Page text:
Mountain Man Brewing Company: Bringing the Brand to Light |
Marketing 6520: Case Analysis |
EMBA id: 005814399 |
Chris Prangel is preparing to inherit a multi-generational business and wanted to explore the implications for expanding beyond Mountain Man Brewing Company’s (MMBC) one product offering-Mountain Man Lager. After reviewing MMBC’s current state of affairs and analyzing it with different marketing tools and financial forecasting, I recommend that MMBC move forward with a premium light beer product, start research and development on a recipe and retain a marketing firm to help build brand awareness in 2006 and launch ...view middle of the document...
I’m not suggesting MM Lager is in the declining stage of the life cycle, sales are falling due to increased competition from imports, wine, and changes in consumers drinking preferences. According to the SWOT analysis, having only one product is the biggest weakness and diversifying into light beer would allow MMBC to capture the growing opportunity in light beer consumption. To support this thesis, consider the facts. The beer industry is experiencing an annual consumption decline of over 2% and the light beer segment has grown market share from 30% in 2001 to over 50% by 2005 with a CAGR of 4%. In addition, diversifying MMBC’s portfolio and adding the premium light beer strategic business unit would allow it to capture the taste preferences of the younger generation, especially those who haven’t built loyalty to a specific brand.
There are various levels of assumed risk when developing and launching a new product line and MMBC isn’t immune to this. Senior management believes the light beer line will cannibalize between 5% and 20% of Lager sales and more importantly management doesn’t want to erode or “turnoff” it’s loyal customer base during the initial positioning of the light beer product. Since MM Lager is an empire brand, boasting and industry high 53% loyalty rating, these risks can be mitigated by leveraging the brand equity built over 80 years and extending the brand name to Mountain Man Light. I’m making assumptions and taking cue from the popularity, research, and capital spent by Budweiser (Bud Light), Miller (Miller Lite), and Coors (Coors Light) when branding their light beer lines.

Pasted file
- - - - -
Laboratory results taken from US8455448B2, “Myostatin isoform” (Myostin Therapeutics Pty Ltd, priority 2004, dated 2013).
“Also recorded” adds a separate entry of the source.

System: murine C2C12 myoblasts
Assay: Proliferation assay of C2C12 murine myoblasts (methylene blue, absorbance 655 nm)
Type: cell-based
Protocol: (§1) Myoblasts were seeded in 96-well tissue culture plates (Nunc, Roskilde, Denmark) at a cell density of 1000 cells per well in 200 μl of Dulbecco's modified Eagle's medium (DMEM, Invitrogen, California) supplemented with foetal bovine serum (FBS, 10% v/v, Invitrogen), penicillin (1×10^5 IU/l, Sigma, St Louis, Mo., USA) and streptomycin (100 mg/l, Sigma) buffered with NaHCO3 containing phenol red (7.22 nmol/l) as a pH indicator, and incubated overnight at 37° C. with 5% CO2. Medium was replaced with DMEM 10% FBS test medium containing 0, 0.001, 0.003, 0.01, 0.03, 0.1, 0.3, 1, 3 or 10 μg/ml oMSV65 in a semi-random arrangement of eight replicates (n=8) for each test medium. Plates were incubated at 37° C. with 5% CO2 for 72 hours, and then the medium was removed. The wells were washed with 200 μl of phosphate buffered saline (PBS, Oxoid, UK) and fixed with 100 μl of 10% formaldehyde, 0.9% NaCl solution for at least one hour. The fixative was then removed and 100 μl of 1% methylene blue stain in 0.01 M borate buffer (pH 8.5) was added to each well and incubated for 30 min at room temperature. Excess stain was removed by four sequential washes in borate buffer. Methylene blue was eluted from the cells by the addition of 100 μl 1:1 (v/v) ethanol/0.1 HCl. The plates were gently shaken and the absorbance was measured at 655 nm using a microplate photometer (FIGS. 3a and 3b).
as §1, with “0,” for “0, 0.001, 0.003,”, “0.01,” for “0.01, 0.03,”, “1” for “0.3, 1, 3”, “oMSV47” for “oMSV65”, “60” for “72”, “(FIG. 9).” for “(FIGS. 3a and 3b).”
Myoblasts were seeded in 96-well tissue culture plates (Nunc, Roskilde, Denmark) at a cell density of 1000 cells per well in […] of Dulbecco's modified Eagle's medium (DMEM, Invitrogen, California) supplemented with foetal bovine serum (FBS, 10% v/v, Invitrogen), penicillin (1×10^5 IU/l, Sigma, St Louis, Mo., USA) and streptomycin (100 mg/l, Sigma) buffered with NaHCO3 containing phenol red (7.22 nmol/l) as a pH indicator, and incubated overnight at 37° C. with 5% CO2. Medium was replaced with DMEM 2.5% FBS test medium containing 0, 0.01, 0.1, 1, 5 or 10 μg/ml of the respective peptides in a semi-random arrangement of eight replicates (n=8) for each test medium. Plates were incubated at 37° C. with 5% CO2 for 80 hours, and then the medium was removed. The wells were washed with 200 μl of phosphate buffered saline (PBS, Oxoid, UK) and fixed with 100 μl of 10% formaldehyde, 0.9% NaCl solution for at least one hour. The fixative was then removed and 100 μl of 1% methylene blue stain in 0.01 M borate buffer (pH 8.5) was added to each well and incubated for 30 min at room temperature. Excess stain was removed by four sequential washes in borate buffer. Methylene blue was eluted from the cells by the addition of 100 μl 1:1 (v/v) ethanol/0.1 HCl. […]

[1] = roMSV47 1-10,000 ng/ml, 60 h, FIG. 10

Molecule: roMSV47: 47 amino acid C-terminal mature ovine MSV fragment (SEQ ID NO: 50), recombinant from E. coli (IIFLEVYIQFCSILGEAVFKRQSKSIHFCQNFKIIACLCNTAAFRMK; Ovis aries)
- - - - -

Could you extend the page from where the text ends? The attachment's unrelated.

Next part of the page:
Since the beer market is heavily saturated, developing a competitive marketing strategy is my next area of focus. The National light beers have done fantastic job marketing to the younger generation wanting a less bitter beer and to women. My strategy would make a distinction not only with the national and regional brewers, but with the original recipe. Mountain Man Brewing is known for producing a high quality, premium lager and I would make certain MM Light isn’t some cheaply produced and labeled version of the lager weakening the core product and setting up the light beer for failure. MM Light would segregate and position itself as a small-batch premium light beer; nearly identical on how craft beers position themselves. Additionally, I would leverage the independent status of the Mountain Man brand and popular anti-big business aura.
The segments of the market I would plan to target are the wealthy under forty-five adventurous, backpacking crowd, and women that would appreciate a premium light beer promoting this lifestyle. Additionally, targeting first time drinkers would be secondary. This type of specialized segmentation is psychographic as we would base attitudes and lifestyle to shape purchasing preference. The light beer product would be priced identical to MM Lager, maintaining consistency and consumers perceive quality with...